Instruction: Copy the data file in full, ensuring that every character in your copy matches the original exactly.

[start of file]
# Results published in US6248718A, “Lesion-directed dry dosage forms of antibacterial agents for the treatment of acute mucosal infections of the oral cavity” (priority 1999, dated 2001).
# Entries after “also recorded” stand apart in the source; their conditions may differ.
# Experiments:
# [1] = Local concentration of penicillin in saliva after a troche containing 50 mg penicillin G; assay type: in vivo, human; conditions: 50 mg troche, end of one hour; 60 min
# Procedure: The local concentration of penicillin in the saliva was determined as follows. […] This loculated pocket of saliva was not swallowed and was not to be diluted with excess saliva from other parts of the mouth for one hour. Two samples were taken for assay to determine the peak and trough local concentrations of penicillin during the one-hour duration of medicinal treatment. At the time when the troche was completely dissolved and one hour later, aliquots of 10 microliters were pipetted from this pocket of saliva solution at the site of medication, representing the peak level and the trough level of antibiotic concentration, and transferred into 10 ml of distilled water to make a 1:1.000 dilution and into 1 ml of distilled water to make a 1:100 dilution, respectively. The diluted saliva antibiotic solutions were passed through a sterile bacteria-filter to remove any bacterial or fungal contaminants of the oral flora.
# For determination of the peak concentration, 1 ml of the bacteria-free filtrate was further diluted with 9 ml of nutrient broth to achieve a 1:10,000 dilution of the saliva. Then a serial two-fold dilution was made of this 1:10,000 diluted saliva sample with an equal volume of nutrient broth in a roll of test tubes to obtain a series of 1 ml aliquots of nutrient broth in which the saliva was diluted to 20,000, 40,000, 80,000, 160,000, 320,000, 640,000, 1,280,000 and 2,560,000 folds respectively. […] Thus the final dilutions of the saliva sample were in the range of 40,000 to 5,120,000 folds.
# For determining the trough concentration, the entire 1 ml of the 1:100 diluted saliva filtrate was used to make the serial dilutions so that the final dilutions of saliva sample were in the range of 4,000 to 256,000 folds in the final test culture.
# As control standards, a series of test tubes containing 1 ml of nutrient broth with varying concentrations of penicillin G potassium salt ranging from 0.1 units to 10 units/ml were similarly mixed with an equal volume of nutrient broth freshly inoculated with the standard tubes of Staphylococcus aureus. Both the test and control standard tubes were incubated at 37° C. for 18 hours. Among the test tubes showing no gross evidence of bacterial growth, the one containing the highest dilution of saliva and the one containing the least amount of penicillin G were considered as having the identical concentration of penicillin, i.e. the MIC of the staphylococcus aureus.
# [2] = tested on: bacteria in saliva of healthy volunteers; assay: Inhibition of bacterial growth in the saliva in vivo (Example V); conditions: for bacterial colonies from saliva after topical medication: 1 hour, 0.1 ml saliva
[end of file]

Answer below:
# Results published in US6248718A, “Lesion-directed dry dosage forms of antibacterial agents for the treatment of acute mucosal infections of the oral cavity” (priority 1999, dated 2001).
# Entries after “also recorded” stand apart in the source; their conditions may differ.
# Experiments:
# [1] = Local concentration of penicillin in saliva after a troche containing 50 mg penicillin G; assay type: in vivo, human; conditions: 50 mg troche, end of one hour; 60 min
# Procedure: The local concentration of penicillin in the saliva was determined as follows. […] This loculated pocket of saliva was not swallowed and was not to be diluted with excess saliva from other parts of the mouth for one hour. Two samples were taken for assay to determine the peak and trough local concentrations of penicillin during the one-hour duration of medicinal treatment. At the time when the troche was completely dissolved and one hour later, aliquots of 10 microliters were pipetted from this pocket of saliva solution at the site of medication, representing the peak level and the trough level of antibiotic concentration, and transferred into 10 ml of distilled water to make a 1:1.000 dilution and into 1 ml of distilled water to make a 1:100 dilution, respectively. The diluted saliva antibiotic solutions were passed through a sterile bacteria-filter to remove any bacterial or fungal contaminants of the oral flora.
# For determination of the peak concentration, 1 ml of the bacteria-free filtrate was further diluted with 9 ml of nutrient broth to achieve a 1:10,000 dilution of the saliva. Then a serial two-fold dilution was made of this 1:10,000 diluted saliva sample with an equal volume of nutrient broth in a roll of test tubes to obtain a series of 1 ml aliquots of nutrient broth in which the saliva was diluted to 20,000, 40,000, 80,000, 160,000, 320,000, 640,000, 1,280,000 and 2,560,000 folds respectively. […] Thus the final dilutions of the saliva sample were in the range of 40,000 to 5,120,000 folds.
# For determining the trough concentration, the entire 1 ml of the 1:100 diluted saliva filtrate was used to make the serial dilutions so that the final dilutions of saliva sample were in the range of 4,000 to 256,000 folds in the final test culture.
# As control standards, a series of test tubes containing 1 ml of nutrient broth with varying concentrations of penicillin G potassium salt ranging from 0.1 units to 10 units/ml were similarly mixed with an equal volume of nutrient broth freshly inoculated with the standard tubes of Staphylococcus aureus. Both the test and control standard tubes were incubated at 37° C. for 18 hours. Among the test tubes showing no gross evidence of bacterial growth, the one containing the highest dilution of saliva and the one containing the least amount of penicillin G were considered as having the identical concentration of penicillin, i.e. the MIC of the staphylococcus aureus.
# [2] = tested on: bacteria in saliva of healthy volunteers; assay: Inhibition of bacterial growth in the saliva in vivo (Example V); conditions: for bacterial colonies from saliva after topical medication: 1 hour, 0.1 ml saliva